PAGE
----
Nativity Scenes Shine Light On Holiday Season's True Meaning

The Church of Jesus Christ of Latter-Day Saints welcomed families to celebrate Christmas during a two-day event featuring hundreds of nativity scenes for the holidays.

Family, religion and spirit were felt by visitors to the Church of Jesus Christ of Latter-Day Saints' third annual Celebration of the Nativity, featuring hundreds of nativity scenes for the holidays.

Elder Evans, a missionary at the church who is serving at the Port Washington branch, said the Christmas season can get "hectic," so it's important to remember the season's meaning.

"It’s the birth of our savior," Evans said. "We get to remember his birth. As we view these nativity scenes and really buckle-down and the Christmas season can get really hectic, we can really feel that Christmas spirit, and really remember why we celebrate Christmas."

Family is also something that is very important during the holiday season, he said.

"Family is the greatest gift from God," Evans said. "This is the time where families get together from all across the nation, wherever your family may be. Everyone always gets together, and you can share that moment, and really just enjoy that time as a family."

The two-day event is held the first weekend in December, where members of the church bring in nativities. There are over 400 nativity scenes assembled this year. Kevin Wirtz, an employee of the Church of Jesus Christ of Latter-Day Saints described these scenes.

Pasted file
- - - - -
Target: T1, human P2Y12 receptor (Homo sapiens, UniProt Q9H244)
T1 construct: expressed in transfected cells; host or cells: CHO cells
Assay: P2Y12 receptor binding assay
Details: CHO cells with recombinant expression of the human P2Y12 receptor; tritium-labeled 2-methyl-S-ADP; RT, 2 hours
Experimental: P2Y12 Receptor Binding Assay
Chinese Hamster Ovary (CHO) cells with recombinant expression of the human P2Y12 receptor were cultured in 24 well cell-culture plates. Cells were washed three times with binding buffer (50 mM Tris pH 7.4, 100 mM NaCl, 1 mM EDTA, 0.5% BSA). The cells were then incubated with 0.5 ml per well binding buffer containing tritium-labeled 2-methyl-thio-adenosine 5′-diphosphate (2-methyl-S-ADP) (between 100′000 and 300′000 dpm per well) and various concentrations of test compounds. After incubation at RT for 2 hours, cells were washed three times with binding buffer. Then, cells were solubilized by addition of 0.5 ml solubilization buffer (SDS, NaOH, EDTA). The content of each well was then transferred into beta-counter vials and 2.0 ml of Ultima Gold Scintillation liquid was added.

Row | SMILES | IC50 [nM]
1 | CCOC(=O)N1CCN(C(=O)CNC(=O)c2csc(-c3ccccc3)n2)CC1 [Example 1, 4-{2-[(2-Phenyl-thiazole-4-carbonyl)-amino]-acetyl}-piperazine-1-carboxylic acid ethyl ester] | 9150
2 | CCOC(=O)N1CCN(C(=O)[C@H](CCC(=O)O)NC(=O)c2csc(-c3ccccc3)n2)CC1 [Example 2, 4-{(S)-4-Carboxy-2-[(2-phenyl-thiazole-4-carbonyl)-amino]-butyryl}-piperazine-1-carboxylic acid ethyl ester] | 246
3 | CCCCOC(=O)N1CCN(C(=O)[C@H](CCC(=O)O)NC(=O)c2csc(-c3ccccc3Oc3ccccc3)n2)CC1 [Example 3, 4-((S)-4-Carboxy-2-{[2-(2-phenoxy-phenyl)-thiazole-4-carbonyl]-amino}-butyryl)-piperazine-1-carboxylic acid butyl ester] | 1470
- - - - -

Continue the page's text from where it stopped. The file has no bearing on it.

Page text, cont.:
"These nativities come from all over the world," Wirtz said. "We have them from Africa, South America, Italy, Germany, Russia, Mexico; sets have been made all over the United States, and it’s just really unique to see all the different ones. There’s lots of hand-painted ones, and nativities have been made from casts, and put in the furnace, and fired, and so it's both store-bought and homemade, or crafted elsewhere."

The event included performances by Tahlia Morris on the harp, Kate Mitchell on the viola, and by the North Shore Suzuki Strings. The North Shore Suzuki Strings is a group comprised of violin and cello players between the ages of three and 17. They regularly play concerts throughout the Milwaukee area during the holiday season.

Carol Waldvogel, the director of North Shore Suzuki Strings, said she was excited to bring her group out to the nativity scenes event in Port Washington.

"I’ve been looking forward to coming to see this church for a long time," Waldvogel said. "I heard all about these nativity scenes, and everything; it sounded very special."

She said the musicians also benefit from playing in a varity of concerts, including Port's event.

"We like to celebrate all the holidays, acknowledge all the different religions,"Waldvogel said. "I think they get a lot of things out of it; self-esteem, a sense of giving to the community, and being able to play new pieces every year, adding to their repertoire, gives them confidence."

For one Ozaukee County resident who attended the Saturday event, coming together during this holiday season held a very special meaning.

"I look forward to seeing my family this year," Nancy Matecki said. "It's going to be kind of a tough one. My mom died in August, so it's my brothers and me now; dad died 10 years ago, and so it's (going to) be a new kind of Christmas for us. It's like it's not Christmas until you see the Christmas tree at mom and dad's; it's a family home now."


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